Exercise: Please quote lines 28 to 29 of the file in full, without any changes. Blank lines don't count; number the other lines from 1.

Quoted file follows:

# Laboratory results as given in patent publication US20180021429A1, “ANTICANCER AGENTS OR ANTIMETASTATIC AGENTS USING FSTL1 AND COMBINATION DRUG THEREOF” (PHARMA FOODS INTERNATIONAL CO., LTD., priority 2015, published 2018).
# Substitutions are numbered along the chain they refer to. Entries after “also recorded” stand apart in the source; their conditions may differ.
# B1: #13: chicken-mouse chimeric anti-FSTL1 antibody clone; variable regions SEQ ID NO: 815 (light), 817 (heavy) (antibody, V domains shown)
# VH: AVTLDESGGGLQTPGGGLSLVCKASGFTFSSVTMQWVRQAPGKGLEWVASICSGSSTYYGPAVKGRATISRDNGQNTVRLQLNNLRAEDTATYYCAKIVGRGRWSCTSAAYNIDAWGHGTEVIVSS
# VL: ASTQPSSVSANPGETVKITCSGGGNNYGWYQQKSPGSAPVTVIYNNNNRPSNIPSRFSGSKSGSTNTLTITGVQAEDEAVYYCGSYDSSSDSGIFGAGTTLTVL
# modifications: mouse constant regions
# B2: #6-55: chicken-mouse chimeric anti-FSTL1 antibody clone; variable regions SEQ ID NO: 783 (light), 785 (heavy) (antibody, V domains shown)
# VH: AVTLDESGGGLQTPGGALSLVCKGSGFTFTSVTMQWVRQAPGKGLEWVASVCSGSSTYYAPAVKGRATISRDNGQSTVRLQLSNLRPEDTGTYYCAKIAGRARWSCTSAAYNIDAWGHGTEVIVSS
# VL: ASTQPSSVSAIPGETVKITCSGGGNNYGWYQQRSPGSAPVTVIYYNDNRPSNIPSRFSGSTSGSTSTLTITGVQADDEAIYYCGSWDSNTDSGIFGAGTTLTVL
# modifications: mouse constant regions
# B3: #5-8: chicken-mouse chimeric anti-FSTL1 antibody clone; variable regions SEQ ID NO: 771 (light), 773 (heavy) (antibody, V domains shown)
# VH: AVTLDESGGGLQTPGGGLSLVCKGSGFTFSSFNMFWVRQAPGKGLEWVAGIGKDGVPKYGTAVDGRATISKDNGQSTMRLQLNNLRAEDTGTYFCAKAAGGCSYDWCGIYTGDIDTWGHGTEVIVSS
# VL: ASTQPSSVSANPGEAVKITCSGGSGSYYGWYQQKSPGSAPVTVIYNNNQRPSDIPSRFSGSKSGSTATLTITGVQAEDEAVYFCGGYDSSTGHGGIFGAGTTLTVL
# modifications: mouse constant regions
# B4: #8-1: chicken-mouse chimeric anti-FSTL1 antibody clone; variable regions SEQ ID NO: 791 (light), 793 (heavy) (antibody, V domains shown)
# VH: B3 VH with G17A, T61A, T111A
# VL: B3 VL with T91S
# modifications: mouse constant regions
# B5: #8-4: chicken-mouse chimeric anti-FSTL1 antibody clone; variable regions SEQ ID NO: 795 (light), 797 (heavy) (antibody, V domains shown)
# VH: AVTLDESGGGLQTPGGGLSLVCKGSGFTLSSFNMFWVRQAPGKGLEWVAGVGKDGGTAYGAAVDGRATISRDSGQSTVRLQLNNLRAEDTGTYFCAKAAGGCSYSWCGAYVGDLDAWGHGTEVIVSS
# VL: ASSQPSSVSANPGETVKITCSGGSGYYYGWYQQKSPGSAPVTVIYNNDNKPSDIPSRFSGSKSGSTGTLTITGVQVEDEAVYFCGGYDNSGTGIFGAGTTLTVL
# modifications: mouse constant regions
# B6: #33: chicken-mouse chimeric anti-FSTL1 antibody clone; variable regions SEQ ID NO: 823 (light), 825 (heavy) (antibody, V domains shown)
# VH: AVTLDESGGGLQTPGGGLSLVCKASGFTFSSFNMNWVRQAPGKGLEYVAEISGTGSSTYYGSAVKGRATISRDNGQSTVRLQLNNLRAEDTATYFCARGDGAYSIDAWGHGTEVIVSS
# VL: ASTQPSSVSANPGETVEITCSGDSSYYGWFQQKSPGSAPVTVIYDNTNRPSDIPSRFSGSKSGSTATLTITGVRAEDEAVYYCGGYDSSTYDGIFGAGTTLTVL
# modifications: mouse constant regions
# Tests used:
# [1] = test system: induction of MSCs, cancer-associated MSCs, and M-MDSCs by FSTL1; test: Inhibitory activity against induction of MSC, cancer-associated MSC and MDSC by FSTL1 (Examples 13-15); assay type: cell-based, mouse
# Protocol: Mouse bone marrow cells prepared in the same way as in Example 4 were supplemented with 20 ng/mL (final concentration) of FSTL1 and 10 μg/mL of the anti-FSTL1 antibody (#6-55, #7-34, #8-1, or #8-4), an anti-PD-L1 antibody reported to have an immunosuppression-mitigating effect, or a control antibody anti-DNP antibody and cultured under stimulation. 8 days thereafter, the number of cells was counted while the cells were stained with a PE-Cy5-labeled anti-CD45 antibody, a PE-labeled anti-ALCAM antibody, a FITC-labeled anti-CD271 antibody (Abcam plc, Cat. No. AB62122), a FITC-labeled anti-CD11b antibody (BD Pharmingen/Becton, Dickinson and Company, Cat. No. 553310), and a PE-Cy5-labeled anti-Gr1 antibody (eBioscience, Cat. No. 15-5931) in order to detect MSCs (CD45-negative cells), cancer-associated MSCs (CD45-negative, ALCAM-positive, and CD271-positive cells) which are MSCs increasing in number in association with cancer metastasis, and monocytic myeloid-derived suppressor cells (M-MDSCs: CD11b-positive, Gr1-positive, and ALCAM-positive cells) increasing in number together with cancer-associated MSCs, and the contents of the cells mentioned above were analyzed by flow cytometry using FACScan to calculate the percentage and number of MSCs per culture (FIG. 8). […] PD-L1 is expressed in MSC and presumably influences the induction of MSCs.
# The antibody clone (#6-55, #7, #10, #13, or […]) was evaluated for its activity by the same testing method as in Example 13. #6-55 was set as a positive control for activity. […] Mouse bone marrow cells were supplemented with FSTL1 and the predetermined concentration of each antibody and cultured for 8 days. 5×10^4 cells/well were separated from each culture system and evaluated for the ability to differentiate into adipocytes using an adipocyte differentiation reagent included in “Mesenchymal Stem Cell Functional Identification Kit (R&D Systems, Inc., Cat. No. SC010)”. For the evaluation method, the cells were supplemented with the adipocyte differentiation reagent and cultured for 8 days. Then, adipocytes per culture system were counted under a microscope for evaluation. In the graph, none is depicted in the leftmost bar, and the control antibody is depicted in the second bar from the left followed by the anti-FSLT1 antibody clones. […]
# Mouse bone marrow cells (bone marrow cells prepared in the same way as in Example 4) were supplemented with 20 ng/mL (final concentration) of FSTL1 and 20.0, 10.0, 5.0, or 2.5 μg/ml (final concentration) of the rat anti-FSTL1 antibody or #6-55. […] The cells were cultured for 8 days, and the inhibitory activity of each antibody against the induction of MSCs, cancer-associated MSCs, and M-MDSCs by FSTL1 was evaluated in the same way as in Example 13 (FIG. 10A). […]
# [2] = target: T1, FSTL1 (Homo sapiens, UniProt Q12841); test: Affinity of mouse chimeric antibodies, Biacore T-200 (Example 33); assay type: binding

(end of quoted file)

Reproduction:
# [1] = test system: induction of MSCs, cancer-associated MSCs, and M-MDSCs by FSTL1; test: Inhibitory activity against induction of MSC, cancer-associated MSC and MDSC by FSTL1 (Examples 13-15); assay type: cell-based, mouse
# Protocol: Mouse bone marrow cells prepared in the same way as in Example 4 were supplemented with 20 ng/mL (final concentration) of FSTL1 and 10 μg/mL of the anti-FSTL1 antibody (#6-55, #7-34, #8-1, or #8-4), an anti-PD-L1 antibody reported to have an immunosuppression-mitigating effect, or a control antibody anti-DNP antibody and cultured under stimulation. 8 days thereafter, the number of cells was counted while the cells were stained with a PE-Cy5-labeled anti-CD45 antibody, a PE-labeled anti-ALCAM antibody, a FITC-labeled anti-CD271 antibody (Abcam plc, Cat. No. AB62122), a FITC-labeled anti-CD11b antibody (BD Pharmingen/Becton, Dickinson and Company, Cat. No. 553310), and a PE-Cy5-labeled anti-Gr1 antibody (eBioscience, Cat. No. 15-5931) in order to detect MSCs (CD45-negative cells), cancer-associated MSCs (CD45-negative, ALCAM-positive, and CD271-positive cells) which are MSCs increasing in number in association with cancer metastasis, and monocytic myeloid-derived suppressor cells (M-MDSCs: CD11b-positive, Gr1-positive, and ALCAM-positive cells) increasing in number together with cancer-associated MSCs, and the contents of the cells mentioned above were analyzed by flow cytometry using FACScan to calculate the percentage and number of MSCs per culture (FIG. 8). […] PD-L1 is expressed in MSC and presumably influences the induction of MSCs.